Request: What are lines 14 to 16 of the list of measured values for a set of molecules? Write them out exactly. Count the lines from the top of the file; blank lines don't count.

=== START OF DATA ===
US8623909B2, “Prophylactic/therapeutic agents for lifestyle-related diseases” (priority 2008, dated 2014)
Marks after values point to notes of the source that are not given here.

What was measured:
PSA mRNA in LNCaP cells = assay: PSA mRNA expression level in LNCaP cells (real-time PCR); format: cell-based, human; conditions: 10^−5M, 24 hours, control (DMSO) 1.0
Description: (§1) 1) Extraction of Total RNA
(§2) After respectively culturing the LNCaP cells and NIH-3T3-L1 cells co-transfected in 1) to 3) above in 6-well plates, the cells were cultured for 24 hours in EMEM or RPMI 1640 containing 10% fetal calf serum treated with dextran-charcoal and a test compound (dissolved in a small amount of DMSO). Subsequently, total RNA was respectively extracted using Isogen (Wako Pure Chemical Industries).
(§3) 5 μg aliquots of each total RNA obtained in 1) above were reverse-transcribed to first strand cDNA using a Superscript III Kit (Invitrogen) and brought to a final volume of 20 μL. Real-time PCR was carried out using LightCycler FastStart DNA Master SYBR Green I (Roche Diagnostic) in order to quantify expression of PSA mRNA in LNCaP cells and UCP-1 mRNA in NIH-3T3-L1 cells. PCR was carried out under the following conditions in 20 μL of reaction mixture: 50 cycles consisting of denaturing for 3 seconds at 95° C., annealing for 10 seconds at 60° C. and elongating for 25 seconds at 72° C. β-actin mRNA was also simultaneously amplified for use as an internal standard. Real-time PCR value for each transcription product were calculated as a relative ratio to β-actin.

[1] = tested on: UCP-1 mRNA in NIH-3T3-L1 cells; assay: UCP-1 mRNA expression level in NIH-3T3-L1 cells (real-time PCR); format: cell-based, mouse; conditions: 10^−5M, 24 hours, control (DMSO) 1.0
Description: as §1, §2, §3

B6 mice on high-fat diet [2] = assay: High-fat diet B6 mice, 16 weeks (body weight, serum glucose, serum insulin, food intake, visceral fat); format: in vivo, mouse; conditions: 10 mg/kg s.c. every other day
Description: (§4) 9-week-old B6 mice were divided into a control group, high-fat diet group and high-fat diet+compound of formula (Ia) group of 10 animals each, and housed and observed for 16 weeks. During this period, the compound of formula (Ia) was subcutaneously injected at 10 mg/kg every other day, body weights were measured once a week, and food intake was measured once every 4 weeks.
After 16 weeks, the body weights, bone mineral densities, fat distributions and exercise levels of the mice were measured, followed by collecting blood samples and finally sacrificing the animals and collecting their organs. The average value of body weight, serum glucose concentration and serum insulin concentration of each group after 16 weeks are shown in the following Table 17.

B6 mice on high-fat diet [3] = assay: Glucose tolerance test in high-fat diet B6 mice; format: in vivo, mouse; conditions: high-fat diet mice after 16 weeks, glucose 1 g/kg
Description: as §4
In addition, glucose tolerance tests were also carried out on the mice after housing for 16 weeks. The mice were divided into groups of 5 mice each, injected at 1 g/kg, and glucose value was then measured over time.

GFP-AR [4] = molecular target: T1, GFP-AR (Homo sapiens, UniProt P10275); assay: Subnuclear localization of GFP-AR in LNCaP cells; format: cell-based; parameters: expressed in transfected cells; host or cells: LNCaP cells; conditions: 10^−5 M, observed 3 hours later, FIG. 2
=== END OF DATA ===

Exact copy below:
Description: as §4
In addition, glucose tolerance tests were also carried out on the mice after housing for 16 weeks. The mice were divided into groups of 5 mice each, injected at 1 g/kg, and glucose value was then measured over time.

GFP-AR [4] = molecular target: T1, GFP-AR (Homo sapiens, UniProt P10275); assay: Subnuclear localization of GFP-AR in LNCaP cells; format: cell-based; parameters: expressed in transfected cells; host or cells: LNCaP cells; conditions: 10^−5 M, observed 3 hours later, FIG. 2